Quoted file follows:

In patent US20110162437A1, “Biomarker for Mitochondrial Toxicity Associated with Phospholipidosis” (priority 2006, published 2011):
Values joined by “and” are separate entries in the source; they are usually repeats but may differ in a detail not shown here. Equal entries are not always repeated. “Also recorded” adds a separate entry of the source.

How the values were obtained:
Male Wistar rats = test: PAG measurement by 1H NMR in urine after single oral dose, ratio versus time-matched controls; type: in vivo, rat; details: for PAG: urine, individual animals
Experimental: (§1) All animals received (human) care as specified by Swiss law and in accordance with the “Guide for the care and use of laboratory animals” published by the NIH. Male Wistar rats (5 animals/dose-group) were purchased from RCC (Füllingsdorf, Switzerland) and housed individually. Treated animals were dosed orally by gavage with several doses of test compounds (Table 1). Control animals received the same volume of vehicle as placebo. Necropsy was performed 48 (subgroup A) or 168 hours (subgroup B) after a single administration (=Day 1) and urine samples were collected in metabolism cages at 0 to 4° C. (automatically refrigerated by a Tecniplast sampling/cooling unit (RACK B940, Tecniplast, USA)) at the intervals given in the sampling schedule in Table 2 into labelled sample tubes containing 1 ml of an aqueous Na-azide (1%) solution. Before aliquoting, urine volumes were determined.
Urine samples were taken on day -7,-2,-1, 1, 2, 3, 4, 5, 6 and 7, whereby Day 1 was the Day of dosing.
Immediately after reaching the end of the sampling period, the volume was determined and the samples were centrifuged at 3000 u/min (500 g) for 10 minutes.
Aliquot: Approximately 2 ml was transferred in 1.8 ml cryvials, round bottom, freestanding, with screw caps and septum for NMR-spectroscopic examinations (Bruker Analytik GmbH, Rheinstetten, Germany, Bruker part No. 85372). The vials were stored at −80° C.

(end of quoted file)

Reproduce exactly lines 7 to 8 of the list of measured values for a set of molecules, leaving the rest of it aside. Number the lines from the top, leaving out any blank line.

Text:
Immediately after reaching the end of the sampling period, the volume was determined and the samples were centrifuged at 3000 u/min (500 g) for 10 minutes.
Aliquot: Approximately 2 ml was transferred in 1.8 ml cryvials, round bottom, freestanding, with screw caps and septum for NMR-spectroscopic examinations (Bruker Analytik GmbH, Rheinstetten, Germany, Bruker part No. 85372). The vials were stored at −80° C.